9. Place the sheet again between 7 mil lamination sheets or if you printed on 7 mil already, place the 7 mil printed sheet of clear plastic between 3 mil lamination sheets.
10. Once they are out of the laminator and you have 2 layers properly on top of the printed clear sheet of plastic with the counter set on it then cut the sheet into 4 quarters. Run these through the laminator once.
11. Cut those quarters into smaller pieces and run those through the laminator once until you are left with single counter units.
12. Finally take a thin cardboard sheet (20 pound is good) and place individual counters on the cardboard and run those though the laminator once. Do this with counters that you see that there is a light part next to a dark part where the glue has not taken complete hold. Enough lamination heat will 'weld' all the sheets together into a solid piece of plastic. Basically a Shrinky Dink counter without an oven or having to calculate the shrinking process!
14. (I don't like the number 13 haha) Buy some lock-tite plastic counter separators like this.  With my counter collection you will end up making up to 4-5 sheets of these and that will yield up to 1300-1600 counters if you multiply for each type correctly. Putting them all into a plastic bag will not do it.
15. Have fun and remember that cutting and laminating these counters will be time consuming and laborious. Space out the times you do this - like make 1/2 counter sheet today - 1/2 tomorrow - kind of thing. Put music on while you cut and reheat singles on the cardboard sheet, etc.

Notes on counter size:
Font size 3.5 is the smallest on 600 dpi you can get. You can put a LOT of info on a counter but try to limit the counter to symbols to differentiate it from others (the NATO-like symbol in the upper corner of each counter) and just one small word or two on the sides. The unit picture should be no less than 60% of the counter. No one likes looking at a 1/2" x 1/2" piece of plastic with writing ALL over it. The hex size on a map you would buy for 1/2" x 1/2" counters (regulars I call them) are 20/32" (15.88mm) on the side to side and 22/32" (17.46mm) on the corner to corner. A 1/2" x 1/2" counter is 12.7mm x 12.7mm exactly. If you want to make a larger counter than this then you will have less counters on a sheet and subsequently need a larger map as well not being able to use the beautiful maps that come with OGRE (as well as any Avalon hill game you pick up). Remember the size of your counters will determine the range of maps you can use. The smaller the counter, the more maps you can play on.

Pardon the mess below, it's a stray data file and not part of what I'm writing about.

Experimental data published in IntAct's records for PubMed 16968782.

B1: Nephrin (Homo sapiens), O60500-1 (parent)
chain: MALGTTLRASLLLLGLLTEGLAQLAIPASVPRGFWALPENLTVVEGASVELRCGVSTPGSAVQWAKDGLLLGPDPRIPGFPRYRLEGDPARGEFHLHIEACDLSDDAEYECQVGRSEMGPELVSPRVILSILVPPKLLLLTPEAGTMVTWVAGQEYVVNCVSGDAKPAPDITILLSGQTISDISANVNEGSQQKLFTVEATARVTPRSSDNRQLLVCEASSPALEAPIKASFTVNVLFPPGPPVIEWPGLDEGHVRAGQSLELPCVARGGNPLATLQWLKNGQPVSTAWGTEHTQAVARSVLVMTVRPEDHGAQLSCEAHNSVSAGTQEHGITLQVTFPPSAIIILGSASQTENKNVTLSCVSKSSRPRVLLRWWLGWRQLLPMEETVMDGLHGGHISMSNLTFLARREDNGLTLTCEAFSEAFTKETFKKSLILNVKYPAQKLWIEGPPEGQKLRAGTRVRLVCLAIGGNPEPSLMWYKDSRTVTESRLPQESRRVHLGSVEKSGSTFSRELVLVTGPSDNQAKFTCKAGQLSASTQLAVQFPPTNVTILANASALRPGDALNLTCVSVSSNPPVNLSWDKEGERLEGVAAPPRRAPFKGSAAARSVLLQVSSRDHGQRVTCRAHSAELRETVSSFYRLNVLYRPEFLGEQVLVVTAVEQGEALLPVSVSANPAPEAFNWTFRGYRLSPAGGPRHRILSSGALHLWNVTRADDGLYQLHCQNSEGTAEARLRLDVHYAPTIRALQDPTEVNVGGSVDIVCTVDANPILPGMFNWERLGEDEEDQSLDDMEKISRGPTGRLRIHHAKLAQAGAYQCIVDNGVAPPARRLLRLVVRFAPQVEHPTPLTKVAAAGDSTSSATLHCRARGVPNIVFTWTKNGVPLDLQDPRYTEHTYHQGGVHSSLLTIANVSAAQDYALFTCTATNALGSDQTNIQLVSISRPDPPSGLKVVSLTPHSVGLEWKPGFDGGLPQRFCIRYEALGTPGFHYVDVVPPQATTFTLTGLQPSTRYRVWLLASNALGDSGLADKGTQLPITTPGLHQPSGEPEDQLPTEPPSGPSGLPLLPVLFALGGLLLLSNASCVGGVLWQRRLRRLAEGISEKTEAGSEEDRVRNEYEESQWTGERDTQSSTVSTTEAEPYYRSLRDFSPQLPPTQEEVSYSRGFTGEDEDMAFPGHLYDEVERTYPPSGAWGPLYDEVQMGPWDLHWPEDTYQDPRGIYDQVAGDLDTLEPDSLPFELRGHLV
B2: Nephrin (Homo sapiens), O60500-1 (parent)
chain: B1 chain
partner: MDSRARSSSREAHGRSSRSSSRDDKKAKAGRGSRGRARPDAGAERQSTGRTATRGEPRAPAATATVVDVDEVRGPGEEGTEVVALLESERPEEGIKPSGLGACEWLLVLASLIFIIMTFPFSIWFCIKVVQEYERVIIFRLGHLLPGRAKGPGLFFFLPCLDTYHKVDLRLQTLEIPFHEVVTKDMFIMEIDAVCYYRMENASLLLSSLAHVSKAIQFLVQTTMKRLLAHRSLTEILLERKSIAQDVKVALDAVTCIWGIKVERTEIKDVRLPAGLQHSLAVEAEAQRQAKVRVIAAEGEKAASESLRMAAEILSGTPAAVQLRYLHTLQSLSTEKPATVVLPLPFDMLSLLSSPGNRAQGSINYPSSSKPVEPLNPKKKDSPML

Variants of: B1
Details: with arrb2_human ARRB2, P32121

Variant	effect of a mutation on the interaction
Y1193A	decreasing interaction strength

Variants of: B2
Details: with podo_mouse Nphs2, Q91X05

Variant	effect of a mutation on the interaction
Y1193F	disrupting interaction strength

Notes on laminating:
Printing on 3 mil clear plastic with 7 mil lamination then 3 mil lamination yields a 31 mil clear counter. You can put 3 mil on top of the to make it 37 mil but I would not push it. 

DO NOT print on 7 mil clear sheets.

Sunday, December 4, 2011

One of my favorite OGRE Maps, simple and fun!

Here are some items I wish Warehouse 23 would either bring back or put on their list to buy.

This is the 1 and 1/2 inch map I bought from Warehouse 23 and I don't think they offer it anymore. I guess I bought it just in time. I wanted to buy another one so I could cut it up for the hexes and make my own large maps. Oh well. By the way, that GEV is a printed out miniature photo on my laser printer set upon a plastic sheet magnet. Coolest magnet ever!

Vulcan Drone. Another unit dropped from the line for some reason. This is not my paint job and I admire the work and detail that went into the paint job of this miniature. Whoever did one I would like to get some advice on how to paint!
OGRE 'Ninja' or what I like to call in the Americanized name of 'The Black Horse'. I would like to get another one to apply my glow in the dark paint I just bought. My only OGRE 'Ninja' has a mat black paint job unlike this example where dark green seems to be the theme.
The famous Doppelsoldner. I consider this OGRE the best of all the Cybertank miniatures.  Again, not available at Warehouse 23 and I only have one of them. I painted mine with Paneuropean colors. I would like to obtain a few more as I have some creative paint jobs I could like to apply to them.

CRT (Combat Results Table) dice I created. No more referring to charts every battle or memorizing the original CRT table! Looking into a company to get a bunch of these made.
The Vulcan Cybertank. Not available anymore at Warehouse 23. I am impressed with the owner's ability to paint such different colors on a detailed piece without painting errors. Simply amazing!
The BIMP Tank. Essentially a big suicidal little bug of a tank. Introduced in the OGRE book. Again I love the creativity used in the art of this simple battle unit. Those beady eyes ready to take out a hex worth of units!

Here is the concept of the Grabber Tank creatively depicted in the OGRE book. I wish they would add this to Warehouse 23 in that I have a few Vulcan OGREs I could couple with them. Maybe they are already on sale.
Maybe Warehouse 23 could bundle flags from all the countries into decals we can put on our units and OGREs, if possible from the following major super powers of the future!

The Oil controlling states of the Arabian Confederation

The Chinese Hegemony

The Nihon Empire

North American Combine

Nova Brasilia

The Paneuropean Empire

The Glorious Israeli Flag!

Anyways that is my opinion of what they should put up or make available again at Warehouse 23.

Friday, December 2, 2011

I need help determining which Scout Mech to use!

Here are four variants. The main reason for this unit to spot for other mechs and ground units (increasing their range by 50%).
Please! Which one demonstrates the main ability to spot over combat and hit and run tactics?
Scout Mech 'A' seems to be the best choice - but I want to know what you think.

I need help determining which Scout Mech to use!

Here are four variants. The main reason for this unit to spot for other mechs and ground units (increasing their range by 50%).
Please! Which one demonstrates the main ability to spot over combat and hit and run tactics?
Scout Mech 'A' seems to be the best choice - but I want to know what you think.